A maritime traffic jam burgeoned to more than 200 vessels on Friday outside the Suez Canal as dredgers worked frantically to free a giant container ship stuck in the vital waterway and disrupting global shipping.
The blockage was holding up an estimated $9.6bn worth of cargo each day between Asia and Europe, said Lloyd’s List, a shipping data and news company.
Efforts to free it may take weeks and can be complicated by unstable weather, threatening costly delays for companies already dealing with COVID-19 restrictions.
The MV Ever Given, which is longer than four football fields, has been wedged across the entire canal since Tuesday, shutting the crucial shipping lane in both directions.
The Suez Canal Authority (SCA) said efforts to free the ship by tug had resumed following the completion of dredging operations at its bow to remove 20,000 cubic metres of sand.
“The tugging operations require the availability of a number of supporting factors including wind direction and tides, which makes it a complex technical process,” the authority said.
Smit Salvage, a Dutch firm that has worked on some of the most famous wrecks of recent years, confirmed there would be “two additional tugs” arriving by Sunday to assist.
The Suez Canal Authority said it welcomed international offers of help, including one from the United States, although it did not say what was offered.
Oil prices, meanwhile, rose more than 3 percent, shipping data on Refinitiv showed.
The blockage could cost global trade $6bn to $10bn a week, a study by German insurer Allianz showed on Friday.
Crews worked through the night using a large dredging machine under floodlights.
But the vessel with gross tonnage of 219,000 and deadweight of 199,000 tonnes has yet to budge, forcing global shipping giant Maersk and Germany’s Hapag-Lloyd to look into rerouting around the southern tip of Africa.
“With the Suez Canal set to remain blocked for at least another day or two, shipping companies are being forced to confront the spectre of taking the far longer route around the Cape of Good Hope to get to Europe or the east coast of North America,” said Lloyd’s List.
Spencer Welch, vice president of oil markets and downstream consulting at IHS Markit, told Al Jazeera that shipping companies are assessing their different alternatives.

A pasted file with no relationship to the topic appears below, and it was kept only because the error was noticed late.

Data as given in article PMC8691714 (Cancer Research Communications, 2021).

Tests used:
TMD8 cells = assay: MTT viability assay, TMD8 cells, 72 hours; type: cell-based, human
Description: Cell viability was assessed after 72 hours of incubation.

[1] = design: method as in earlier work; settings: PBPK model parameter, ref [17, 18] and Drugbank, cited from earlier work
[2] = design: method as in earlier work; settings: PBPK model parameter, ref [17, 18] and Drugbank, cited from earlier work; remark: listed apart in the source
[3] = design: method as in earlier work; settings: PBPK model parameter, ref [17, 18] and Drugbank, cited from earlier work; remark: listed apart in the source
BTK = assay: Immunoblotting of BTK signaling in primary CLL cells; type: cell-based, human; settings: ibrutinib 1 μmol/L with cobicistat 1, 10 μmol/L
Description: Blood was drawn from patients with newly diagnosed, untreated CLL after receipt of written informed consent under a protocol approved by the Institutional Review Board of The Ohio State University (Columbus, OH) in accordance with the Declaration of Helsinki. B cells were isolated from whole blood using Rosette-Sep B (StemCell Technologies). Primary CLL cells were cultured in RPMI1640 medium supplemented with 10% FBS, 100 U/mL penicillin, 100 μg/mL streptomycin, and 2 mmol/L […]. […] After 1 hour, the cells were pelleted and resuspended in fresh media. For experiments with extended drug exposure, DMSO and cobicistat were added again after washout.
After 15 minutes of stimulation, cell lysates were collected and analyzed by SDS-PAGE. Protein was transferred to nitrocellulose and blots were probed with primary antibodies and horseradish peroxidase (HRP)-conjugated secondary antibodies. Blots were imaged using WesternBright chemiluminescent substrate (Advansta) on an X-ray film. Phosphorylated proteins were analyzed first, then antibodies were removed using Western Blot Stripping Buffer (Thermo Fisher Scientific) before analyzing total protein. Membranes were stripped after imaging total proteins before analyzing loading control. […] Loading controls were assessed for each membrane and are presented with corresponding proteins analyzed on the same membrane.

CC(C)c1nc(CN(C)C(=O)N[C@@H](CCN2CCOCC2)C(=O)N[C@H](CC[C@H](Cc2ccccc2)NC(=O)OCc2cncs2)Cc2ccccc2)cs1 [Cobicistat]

“Around 10-12 percent of global shipping goes through the Suez Canal, around 5 percent of oil trade goes through it,” Welch said.
“So there was an initial spike in oil prices by a couple of dollars … [but] that has reversed, and one of the reasons why it has reversed is because of the pandemic.
“Right now it’s not totally critical, there are alternatives, freight routes and alternative sources of supply. Shipping companies are making those decisions, you got a queue of ships, about 40 oil ships waiting to go through, so those companies are thinking, ‘do we wait or do we now reroute?'” he added.
The delay could also result in huge insurance claims by companies, according to Marcus Baker, global head of Marine & Cargo at the insurance broker Marsh, with a ship like the Ever Given usually covered at between $100m and $200m.
Fears of weeks-long blockage
Lloyd’s List said data indicated 213 vessels were now stalled at either end of the canal, which links the Mediterranean and the Red Sea.
“Rough calculations suggest westbound traffic is worth around $5.1bn daily while eastbound traffic is worth $4.5bn,” said Lloyd’s.
The canal authority has said between 15,000 and 20,000 cubic metres of sand would have to be removed in order to reach a depth of 12-16 metres and refloat the ship.
If those efforts fail, salvage teams will look to unload some of the Ever Given’s cargo and take advantage of a spring high tide next week to move the vessel.
Egyptian President Abdel Fattah el-Sisi’s seaports adviser, Mohab Mamish, who oversaw the recent expansion of the waterway, said “maritime navigation will resume again within 48-72 hours, maximum”.
Salvage experts already warned the shutdown could last days or even weeks, however.